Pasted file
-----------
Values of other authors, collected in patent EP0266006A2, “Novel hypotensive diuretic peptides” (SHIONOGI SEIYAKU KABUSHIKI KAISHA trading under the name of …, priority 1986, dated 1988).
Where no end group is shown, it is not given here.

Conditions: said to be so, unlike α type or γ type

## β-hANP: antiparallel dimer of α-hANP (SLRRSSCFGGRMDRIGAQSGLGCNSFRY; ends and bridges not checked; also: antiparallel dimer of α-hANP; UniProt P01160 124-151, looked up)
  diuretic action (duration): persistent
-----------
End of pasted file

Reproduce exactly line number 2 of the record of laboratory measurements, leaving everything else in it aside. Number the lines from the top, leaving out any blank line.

Where no end group is shown, it is not given here.